Lower doses of Optina, Clift explained, only work in low-BMI patients. If you use a low dose of Optina in an obese patient, the drug doesn't work.
You'd think higher doses of Optina would work regardless of whether the patient had a low or high BMI. If Optina acted like most drugs, a higher dose would lead to greater benefit (up to a point). That's called a positive dose response.
But not true with Optina, according to Clift's interpretation of the study results. Higher doses of Optina only work in patients with a high BMI. If you give a higher dose of Optina to a skinny patient, the drug stops working.
If BMI is so crucial to the efficacy of Optina, why hasn't Ampio ever mentioned this correlation before? Previous disclosures about the Optina study don't talk about efficacy being dependent on patients' respective BMIs, including the press release issued by Ampio last March.
Clift claims Ampio kept all this BMI stuff top secret because of in-progress patent filings. If the company had made public the fact that Optina's efficacy is linked to patient weight, he adds, Big Pharma companies like Pfizer would have swooped in to steal the intellectual property supporting Optina. [Remember, Optina is just low doses of the cheap, generic steroid danazole.]
Before speaking with Clift, Ampio's spokesperson Rick Giles told me that the company discovered the Optina-BMI link only after the clinical trial was underway and the data were being analyzed.
Clift said Giles was mistaken. "There is nothing mysterious in this effect," says Clift. "There is no conspiracy, we're not trying to lie, cheat or steal."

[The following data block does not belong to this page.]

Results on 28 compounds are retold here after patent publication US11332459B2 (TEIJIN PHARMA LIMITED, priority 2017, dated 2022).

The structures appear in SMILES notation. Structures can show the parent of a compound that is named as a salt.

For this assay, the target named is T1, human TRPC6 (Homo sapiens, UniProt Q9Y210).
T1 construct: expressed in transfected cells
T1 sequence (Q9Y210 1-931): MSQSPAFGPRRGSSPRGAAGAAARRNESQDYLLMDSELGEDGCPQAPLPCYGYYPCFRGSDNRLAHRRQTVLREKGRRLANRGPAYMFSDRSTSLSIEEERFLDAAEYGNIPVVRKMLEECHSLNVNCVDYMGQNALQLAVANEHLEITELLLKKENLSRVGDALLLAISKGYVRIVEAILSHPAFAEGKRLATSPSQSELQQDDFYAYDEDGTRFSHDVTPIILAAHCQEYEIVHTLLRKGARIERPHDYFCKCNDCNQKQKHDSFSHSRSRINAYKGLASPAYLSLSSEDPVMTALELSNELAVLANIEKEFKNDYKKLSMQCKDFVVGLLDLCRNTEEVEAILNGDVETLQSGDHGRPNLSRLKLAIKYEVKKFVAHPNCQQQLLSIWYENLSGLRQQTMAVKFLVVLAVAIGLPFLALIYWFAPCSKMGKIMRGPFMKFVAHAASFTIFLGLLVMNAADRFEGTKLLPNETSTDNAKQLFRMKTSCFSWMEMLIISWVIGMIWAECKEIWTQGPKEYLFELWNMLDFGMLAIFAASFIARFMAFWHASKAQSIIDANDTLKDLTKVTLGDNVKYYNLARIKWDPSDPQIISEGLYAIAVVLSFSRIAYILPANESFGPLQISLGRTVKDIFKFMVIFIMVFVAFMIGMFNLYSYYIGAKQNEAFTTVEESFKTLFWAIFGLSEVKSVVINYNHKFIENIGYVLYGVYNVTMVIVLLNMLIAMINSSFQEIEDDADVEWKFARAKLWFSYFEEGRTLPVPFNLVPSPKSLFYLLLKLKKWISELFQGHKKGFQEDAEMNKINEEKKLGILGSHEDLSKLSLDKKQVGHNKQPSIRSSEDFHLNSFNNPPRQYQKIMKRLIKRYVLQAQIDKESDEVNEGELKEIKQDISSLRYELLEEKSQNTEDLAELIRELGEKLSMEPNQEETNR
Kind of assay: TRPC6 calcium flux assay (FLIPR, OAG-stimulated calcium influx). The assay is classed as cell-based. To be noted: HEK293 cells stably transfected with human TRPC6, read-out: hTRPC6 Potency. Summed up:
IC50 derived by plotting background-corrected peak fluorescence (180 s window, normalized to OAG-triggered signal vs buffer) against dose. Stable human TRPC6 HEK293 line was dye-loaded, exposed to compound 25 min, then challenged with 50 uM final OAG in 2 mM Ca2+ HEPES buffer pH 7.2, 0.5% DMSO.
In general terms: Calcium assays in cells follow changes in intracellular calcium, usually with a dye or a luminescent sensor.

But it surely sounds as if Ampio is engaging in one of the most egregious examples of retrospective data-mining I've ever come across. If Optina was truly a cure for DME-related blindness, patients' vision should improve. Ampio measured the visual acuity of patients in the Optina trial but Clift refused to disclose the results.
By comparison, Lucentis, marketed by
(NVS - Get Report)
as a therapy for DME and other related eye diseases, actually helps patients see better.
(REGN - Get Report)
hopes to show the same with its recently approved drug Eylea.
As incredulous as Ampio's Optina spin job appears to be, the company's stock is up 27 cents, or 8%, to $3.47 in late Monday trading. Smart investors know stock prices can be deceiving in the short run, yet there's little in Monday's Optina data to justify having much long-term confidence in the drug's future.
--Written by Adam Feuerstein in Boston.
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